Background. The effect of tranexamic acid has not been examined in patients who are regular users of antithrombotics before undergoing total knee arthroplasty. The aim of this study was to determine the impact of tranexamic acid on bleeding and the risk of transfusion and thrombosis in patients taking an antithrombotic treatment before primary unilateral total knee arthroplasty.
Material and methods. A prospective observational study was conducted in a series of 385 consecutive primary total knee arthroplasties performed with and without the administration of tranexamic acid. We compared post-operative bleeding, as determined by a bleeding index, and postoperative haemoglobin and haematocrit between patients taking an antithrombotic treatment before the operation (ATT+ group) and those naïve or non-regular users of antithrombotics (ATT−group). Post-operatively, rivaroxaban was prescribed for deep vein thrombosis prophylaxis, unless contraindicated. Antiplatelet therapy and vitamin K antagonist anticoagulants were not resumed during the early post-operative period.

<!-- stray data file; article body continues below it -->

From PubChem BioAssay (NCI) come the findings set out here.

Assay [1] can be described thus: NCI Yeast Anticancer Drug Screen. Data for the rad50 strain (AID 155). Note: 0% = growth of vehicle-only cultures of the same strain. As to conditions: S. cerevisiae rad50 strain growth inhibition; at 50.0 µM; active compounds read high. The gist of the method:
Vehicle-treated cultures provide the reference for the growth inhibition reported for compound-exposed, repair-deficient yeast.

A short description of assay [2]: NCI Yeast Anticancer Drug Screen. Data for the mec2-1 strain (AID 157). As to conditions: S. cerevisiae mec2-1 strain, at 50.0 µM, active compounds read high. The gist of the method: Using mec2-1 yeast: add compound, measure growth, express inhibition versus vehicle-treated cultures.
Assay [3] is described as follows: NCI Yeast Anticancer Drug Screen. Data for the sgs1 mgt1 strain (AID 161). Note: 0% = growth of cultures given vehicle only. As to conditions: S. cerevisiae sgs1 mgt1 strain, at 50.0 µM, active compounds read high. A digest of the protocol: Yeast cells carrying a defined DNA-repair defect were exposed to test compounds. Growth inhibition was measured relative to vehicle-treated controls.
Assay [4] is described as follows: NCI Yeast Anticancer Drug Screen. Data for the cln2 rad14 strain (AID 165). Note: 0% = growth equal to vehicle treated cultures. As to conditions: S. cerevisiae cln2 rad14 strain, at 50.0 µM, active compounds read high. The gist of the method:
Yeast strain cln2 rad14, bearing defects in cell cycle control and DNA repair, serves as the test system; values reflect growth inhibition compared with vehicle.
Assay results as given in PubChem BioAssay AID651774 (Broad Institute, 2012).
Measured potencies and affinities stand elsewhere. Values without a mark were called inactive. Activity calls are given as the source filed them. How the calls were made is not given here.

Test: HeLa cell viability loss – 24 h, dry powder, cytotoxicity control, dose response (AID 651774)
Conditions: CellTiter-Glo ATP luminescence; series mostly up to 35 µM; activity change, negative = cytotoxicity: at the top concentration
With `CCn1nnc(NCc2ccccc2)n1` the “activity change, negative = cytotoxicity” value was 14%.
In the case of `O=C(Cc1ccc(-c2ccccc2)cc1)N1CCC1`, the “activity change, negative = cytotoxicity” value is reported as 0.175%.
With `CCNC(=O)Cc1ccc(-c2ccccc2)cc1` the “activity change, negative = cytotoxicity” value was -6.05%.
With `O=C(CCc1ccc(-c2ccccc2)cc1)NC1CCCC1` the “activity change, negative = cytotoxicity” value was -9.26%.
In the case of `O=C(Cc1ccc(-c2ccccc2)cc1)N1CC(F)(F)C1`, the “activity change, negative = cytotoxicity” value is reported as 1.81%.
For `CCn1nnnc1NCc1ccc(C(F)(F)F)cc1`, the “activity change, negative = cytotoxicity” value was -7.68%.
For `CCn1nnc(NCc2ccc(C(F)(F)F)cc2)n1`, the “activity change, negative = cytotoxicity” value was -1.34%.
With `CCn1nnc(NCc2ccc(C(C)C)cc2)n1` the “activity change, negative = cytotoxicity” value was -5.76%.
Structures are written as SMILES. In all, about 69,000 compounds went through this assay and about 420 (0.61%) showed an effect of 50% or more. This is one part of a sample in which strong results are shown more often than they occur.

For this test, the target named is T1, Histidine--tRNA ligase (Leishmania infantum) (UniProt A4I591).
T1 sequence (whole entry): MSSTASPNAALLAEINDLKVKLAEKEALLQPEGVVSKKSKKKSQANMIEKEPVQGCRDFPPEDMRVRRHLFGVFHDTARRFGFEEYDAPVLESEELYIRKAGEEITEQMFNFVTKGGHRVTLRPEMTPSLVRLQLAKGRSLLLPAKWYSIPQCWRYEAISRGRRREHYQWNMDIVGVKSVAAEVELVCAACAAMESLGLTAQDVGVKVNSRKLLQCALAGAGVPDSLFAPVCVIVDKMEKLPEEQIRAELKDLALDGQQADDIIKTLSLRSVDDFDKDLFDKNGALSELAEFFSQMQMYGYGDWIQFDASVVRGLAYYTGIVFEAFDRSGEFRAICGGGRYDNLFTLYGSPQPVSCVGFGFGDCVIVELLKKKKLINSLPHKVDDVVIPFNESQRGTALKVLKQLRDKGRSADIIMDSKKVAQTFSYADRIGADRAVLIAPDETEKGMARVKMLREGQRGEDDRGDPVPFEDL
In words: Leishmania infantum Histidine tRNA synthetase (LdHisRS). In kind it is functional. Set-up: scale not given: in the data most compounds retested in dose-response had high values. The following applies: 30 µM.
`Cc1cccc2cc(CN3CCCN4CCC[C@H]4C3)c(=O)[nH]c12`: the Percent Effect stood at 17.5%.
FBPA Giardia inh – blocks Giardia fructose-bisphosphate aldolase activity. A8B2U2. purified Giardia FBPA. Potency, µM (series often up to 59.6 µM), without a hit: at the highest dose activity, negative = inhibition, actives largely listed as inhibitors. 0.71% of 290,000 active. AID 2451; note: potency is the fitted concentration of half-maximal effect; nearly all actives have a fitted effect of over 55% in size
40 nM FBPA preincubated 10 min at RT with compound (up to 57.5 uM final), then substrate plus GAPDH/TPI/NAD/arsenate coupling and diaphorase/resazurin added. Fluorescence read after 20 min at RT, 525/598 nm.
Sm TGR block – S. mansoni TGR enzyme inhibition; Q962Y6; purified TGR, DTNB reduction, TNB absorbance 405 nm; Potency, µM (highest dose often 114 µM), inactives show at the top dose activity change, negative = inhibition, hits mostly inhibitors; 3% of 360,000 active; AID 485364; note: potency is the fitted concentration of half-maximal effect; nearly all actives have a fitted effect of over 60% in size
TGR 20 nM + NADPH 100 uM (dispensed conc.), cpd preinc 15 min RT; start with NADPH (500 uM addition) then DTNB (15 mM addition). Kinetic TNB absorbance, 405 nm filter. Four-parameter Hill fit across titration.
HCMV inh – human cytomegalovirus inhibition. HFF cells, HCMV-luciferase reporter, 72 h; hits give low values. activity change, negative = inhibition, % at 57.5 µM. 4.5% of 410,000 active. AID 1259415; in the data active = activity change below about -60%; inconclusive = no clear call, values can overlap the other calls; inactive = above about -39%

Results. The prevalence of total knee arthroplasty performed in patients who are regular users of antithrombotics was 33%. Tranexamic acid was administered during 62% of the arthroplasties in the ATT+ group and to 90% in the ATT− group. In both study groups, the bleeding index was significantly lower in patients who received tranexamic acid, both in the ATT+ (p<0.001) and in the ATT− group (p=0.001). No patients in the ATT+ group received a blood transfusion during the first post-operative week. No thrombotic complications were identified for up to 2 months in the ATT+ group.
Discussion. Tranexamic acid use after the induction of general anaesthesia in total knee arthroplasty represents a fast, inexpensive, and effective opportunity to reduce peri-operative blood loss in patients on chronic antithrombotic treatment undergoing total knee arthroplasty.
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